In 2016, Mark Meechan posted a video that showed him teaching his girlfriend's pug to raise his paw upon hearing "sieg heil" or "gas the Jews." The video was viewed more than a million times. Meechan defended his behavior as a way to prank his girlfriend, and said after he was arrested that he doesn't "actually hate Jewish people."
In the video, Meechan says that his girlfriend often talked about "how cute" her dog was, "so I thought I would turn him into the least cute thing I could think of, which is a Nazi." But officials in the U.K. disagreed that it was a harmless joke. The judge involved in the case said that Meechan "knew that the material was offensive" and that he must have known it was "grossly offensive to many Jewish people," reports The Jewish Chronicle.
The first trailer for the Mister Rogers' Neighborhood documentary is here, and it's a tearjerker.
Won't You By My Neighbor follows the classic children's show from its low-budget start on a Pittsburgh public TV station to earning its place in pop culture history. It promises an inside look at how Fred Rogers introduced tough topics to children, how he used the show as a vehicle for equality, and an explanation for his welcome message that became documentary's title.
It also promises to give you goosebumps.
Tuesday would've been Rogers' 90th birthday, and there are a few other ways to celebrate beyond watching the trailer: Twitch is hosting a marathon of the show, while Entertainment Weekly picked up fresh details on another Rogers-inspired film, You Are My Friend. The latter film is not a biopic, director Marielle Heller insists, and stars Tom Hanks as Rogers as he befriends a "cynical journalist."
We're still waiting for a glimpse of Hanks in a cardigan, but in the meantime, you can watch the trailer for Won't You By My Neighbor below. Kathryn Krawczyk
Former New York City Council Speaker Christine Quinn dismissed Cynthia Nixon as being an "unqualified lesbian" after the actress announced she is going to challenge New York Gov. Andrew Cuomo in the Democratic primary. Quinn, who made her comments to the New York Post, also expressed irritation that Nixon endorsed her Democratic primary opponent for New York City mayor in 2013, Bill de Blasio.
"Cynthia Nixon was opposed to having a qualified lesbian become mayor of New York City," Quinn said. "Now she wants to be an unqualified lesbian to be the governor of New York. You have to be qualified and have experience. She isn't qualified to be the governor."
Quinn additionally praised Cuomo, saying the incumbent has "accomplished [a lot] including a $15 minimum wage" and "opposing fracking."
Nixon responded to Quinn in a statement, saying "her being a lesbian and my being a lesbian" is not the issue, and that the race is about "the corruption in Albany."
Cuomo has also taken shots at Nixon, a former Sex and the City star, telling reporters: "If it's just about name recognition, I'm hoping that Brad Pitt, Angelina Jolie, and Billy Joel don't get into the race."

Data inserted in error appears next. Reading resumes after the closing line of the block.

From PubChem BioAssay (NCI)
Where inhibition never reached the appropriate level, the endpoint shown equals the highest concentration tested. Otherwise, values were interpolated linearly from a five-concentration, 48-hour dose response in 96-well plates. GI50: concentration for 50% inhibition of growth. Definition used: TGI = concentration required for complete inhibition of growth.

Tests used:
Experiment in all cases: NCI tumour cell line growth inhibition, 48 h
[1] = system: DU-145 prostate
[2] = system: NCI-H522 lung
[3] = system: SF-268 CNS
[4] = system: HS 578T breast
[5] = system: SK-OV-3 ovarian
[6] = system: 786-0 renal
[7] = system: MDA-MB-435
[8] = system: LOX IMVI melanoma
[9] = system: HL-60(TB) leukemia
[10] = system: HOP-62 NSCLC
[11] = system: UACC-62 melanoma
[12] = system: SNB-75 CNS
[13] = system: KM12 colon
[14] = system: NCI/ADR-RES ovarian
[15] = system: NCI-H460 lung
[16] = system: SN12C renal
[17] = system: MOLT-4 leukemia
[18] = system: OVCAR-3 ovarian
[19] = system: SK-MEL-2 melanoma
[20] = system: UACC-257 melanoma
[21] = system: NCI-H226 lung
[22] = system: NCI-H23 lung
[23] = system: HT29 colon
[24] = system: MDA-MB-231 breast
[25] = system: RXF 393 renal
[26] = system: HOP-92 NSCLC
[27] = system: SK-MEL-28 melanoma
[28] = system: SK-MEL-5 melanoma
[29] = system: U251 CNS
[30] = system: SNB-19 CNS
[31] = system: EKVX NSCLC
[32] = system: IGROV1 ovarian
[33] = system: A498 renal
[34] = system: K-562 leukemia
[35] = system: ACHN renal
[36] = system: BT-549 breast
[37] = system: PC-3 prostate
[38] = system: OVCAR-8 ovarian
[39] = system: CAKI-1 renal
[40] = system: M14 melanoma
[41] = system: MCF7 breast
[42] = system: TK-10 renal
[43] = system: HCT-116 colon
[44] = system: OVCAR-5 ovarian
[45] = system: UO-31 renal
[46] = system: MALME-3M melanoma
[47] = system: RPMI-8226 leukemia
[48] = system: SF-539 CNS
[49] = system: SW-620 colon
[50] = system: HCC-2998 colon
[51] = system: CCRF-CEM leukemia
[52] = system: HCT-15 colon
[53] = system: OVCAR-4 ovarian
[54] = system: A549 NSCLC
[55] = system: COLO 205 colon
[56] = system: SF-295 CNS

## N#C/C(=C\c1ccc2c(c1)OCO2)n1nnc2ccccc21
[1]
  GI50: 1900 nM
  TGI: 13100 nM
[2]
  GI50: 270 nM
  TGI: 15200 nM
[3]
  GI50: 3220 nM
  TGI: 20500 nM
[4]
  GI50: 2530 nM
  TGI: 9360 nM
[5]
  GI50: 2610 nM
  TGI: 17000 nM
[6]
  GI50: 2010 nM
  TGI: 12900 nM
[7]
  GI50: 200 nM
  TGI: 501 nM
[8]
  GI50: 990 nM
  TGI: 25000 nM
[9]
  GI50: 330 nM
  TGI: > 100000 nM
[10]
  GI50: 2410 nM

Update 2:57 p.m.: Christine Quinn has apologized for her remark in a series of tweets: "To be clear, Cynthia Nixon's identity had no bearing on her candidacy and it was not my intention to suggest it did," she said. "I want to be clear about that. I would never, EVER criticize someone because of their identity." Read her full response here. Jeva Lange
Pro-abstinence Trump appointees overruled HHS experts to end pregnancy prevention program, costing taxpayers millions
Trump administration appointees directed the cancellation of a successful teen pregnancy prevention program, despite opposition from Department of Health and Human Services experts, an NBC News report found.
The federal Teen Pregnancy Program was abruptly ended in August 2017, after seven years spent training more than 7,000 health-care workers and 3,000 organizations, NBC News reports. The $213 million program helped lead to an all-time low in teen pregnancies and had bipartisan and medical expert support.
But HHS employees newly appointed by the Trump administration worked to end it in favor of pro-abstinence programs, NBC News reports. Internal notes and emails obtained by NBC News found that appointees overrode career HHS experts' objections and violated federal laws, making decisions that obstructed the authority of Congress. In one note from July 2017, the director of the Office of Adolescent Health — which oversaw the Teen Pregnancy Program — wrote that she was told that her "responsibility" was to "implement the administration's agenda, whether we like it or not," and that she should "get in line."
HHS officials said that the shuttered teen pregnancy program was ineffective and did not fit within President Trump's proposed budget. Experts counter that a substantial amount of the program's funding had already been invested, and terminating the program meant wasting millions in taxpayer money that had been put towards partially-completed research.
Trump administration appointees included Teresa Manning, an anti-abortion activist, and Victoria Huber, who ran abstinence-only and religion-based sex education programs in Ohio. Read the full report at NBC News. Summer Meza